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Op-Ed

Trust in digital technology will be the internet’s next frontier, for 2018 and beyond

Bhaskar Chakravorti
Editor's Note:

This article first appeared in the The Conversation. The views are of the author(s).

Author

B

Bhaskar Chakravorti

Non-Resident Senior Fellow - Brookings India

Senior Associate Dean of International Business & Finance - The Fletcher School, Tufts University

Founding Executive Director of the Institute for Business in the Global Context - The Fletcher School, Tufts University

After decades of unbridled enthusiasm – bordering on addiction – about all things digital, the public may be losing trust in technology. Online information isn’t reliable, whether it appears in the form of news, search results or user reviews. Social media, in particular, is vulnerable to manipulation by hackers or foreign powers. Personal data isn’t necessarily private. And people are increasingly worried about automation and artificial intelligence taking humans’ jobs.

Yet, around the world, people are both increasingly dependent on, and distrustful of, digital technology. They don’t behave as if they mistrust technology. Instead, people are using technological tools more intensively in all aspects of daily life. In recent research on digital trust in 42 countries (a collaboration between Tufts University’s Fletcher School of Law and Diplomacy, where I work, and Mastercard), my colleagues and I found that this paradox is a global phenomenon.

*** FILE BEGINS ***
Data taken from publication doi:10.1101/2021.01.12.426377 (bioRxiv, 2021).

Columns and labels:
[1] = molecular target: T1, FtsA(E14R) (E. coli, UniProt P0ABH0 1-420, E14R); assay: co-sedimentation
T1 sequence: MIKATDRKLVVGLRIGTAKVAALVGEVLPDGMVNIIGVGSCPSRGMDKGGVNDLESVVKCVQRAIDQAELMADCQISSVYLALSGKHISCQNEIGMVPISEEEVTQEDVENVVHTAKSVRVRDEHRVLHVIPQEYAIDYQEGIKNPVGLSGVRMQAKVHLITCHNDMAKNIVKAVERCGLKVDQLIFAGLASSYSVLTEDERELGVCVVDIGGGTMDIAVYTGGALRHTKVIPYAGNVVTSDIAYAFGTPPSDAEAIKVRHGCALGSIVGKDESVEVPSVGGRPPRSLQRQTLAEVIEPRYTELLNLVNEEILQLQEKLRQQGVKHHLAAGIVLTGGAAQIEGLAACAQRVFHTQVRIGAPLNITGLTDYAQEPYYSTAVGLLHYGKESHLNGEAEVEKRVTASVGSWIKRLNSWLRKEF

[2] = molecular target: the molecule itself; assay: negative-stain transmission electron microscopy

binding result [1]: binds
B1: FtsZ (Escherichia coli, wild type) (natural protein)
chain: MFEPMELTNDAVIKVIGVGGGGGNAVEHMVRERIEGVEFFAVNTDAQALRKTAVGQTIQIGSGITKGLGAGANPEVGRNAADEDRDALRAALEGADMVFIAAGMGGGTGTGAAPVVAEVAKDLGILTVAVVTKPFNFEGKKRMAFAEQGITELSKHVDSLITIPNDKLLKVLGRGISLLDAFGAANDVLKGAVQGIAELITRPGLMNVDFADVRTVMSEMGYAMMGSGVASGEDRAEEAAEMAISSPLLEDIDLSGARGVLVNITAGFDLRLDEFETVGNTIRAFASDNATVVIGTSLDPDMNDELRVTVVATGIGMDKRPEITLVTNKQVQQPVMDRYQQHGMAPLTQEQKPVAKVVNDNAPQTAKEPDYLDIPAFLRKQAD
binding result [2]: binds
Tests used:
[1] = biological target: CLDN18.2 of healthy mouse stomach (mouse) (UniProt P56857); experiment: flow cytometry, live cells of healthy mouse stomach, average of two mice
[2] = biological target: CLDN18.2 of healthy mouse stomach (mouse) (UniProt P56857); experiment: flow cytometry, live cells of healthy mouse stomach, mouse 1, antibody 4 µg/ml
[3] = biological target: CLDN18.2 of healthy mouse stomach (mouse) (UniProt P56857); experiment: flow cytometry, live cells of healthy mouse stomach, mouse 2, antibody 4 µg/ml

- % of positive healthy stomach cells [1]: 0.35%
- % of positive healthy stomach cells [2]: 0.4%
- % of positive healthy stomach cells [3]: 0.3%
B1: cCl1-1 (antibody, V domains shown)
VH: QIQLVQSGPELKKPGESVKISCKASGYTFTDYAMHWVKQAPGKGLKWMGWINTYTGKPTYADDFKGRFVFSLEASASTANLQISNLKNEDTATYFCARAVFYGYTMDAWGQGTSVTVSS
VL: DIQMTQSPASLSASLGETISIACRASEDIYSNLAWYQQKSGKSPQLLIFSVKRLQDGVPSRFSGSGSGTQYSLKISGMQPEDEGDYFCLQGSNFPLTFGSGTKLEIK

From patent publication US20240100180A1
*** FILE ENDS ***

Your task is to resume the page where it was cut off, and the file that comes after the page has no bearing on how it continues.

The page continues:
If today’s technology giants don’t do anything to address this unease in an environment of growing dependence, people might start looking for more trustworthy companies and systems to use. Then Silicon Valley’s powerhouses could see their business boom go bust.

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